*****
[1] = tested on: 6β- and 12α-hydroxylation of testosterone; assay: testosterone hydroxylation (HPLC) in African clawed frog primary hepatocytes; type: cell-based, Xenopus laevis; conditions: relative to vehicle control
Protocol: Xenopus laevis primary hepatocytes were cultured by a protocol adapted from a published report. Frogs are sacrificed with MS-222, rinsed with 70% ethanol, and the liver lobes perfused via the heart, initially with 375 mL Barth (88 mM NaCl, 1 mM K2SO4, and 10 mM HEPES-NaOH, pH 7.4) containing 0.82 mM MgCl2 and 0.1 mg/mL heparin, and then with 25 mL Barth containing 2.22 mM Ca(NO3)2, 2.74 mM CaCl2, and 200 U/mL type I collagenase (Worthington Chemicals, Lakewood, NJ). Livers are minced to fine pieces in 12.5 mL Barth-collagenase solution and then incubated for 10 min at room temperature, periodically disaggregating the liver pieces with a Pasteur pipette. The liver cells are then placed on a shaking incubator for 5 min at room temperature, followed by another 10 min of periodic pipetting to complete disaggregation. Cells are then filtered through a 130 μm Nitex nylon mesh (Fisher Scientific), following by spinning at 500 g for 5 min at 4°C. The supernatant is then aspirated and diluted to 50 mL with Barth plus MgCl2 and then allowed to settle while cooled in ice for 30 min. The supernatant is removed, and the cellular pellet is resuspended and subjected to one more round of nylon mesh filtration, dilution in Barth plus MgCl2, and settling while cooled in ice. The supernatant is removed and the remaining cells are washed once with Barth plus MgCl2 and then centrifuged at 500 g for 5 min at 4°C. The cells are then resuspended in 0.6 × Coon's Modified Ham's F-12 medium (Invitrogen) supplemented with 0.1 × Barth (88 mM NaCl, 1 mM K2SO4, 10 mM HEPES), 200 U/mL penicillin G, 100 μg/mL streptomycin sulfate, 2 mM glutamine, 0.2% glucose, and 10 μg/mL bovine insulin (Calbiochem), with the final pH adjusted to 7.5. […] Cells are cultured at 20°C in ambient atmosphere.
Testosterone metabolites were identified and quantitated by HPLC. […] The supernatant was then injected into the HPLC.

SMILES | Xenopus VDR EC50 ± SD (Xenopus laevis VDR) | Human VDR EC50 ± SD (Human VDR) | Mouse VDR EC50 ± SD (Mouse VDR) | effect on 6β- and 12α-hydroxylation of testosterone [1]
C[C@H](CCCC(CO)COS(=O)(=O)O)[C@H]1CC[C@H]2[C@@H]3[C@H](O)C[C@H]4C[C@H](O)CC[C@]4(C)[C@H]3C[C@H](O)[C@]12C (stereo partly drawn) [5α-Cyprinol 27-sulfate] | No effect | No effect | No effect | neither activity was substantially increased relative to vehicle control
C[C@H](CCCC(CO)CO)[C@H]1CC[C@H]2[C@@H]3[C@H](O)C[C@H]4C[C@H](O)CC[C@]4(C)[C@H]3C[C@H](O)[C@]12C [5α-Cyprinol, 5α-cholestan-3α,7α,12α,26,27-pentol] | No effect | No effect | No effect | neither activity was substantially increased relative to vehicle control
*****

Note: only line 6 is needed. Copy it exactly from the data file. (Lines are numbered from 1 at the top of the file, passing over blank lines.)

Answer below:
C[C@H](CCCC(CO)CO)[C@H]1CC[C@H]2[C@@H]3[C@H](O)C[C@H]4C[C@H](O)CC[C@]4(C)[C@H]3C[C@H](O)[C@]12C [5α-Cyprinol, 5α-cholestan-3α,7α,12α,26,27-pentol] | No effect | No effect | No effect | neither activity was substantially increased relative to vehicle control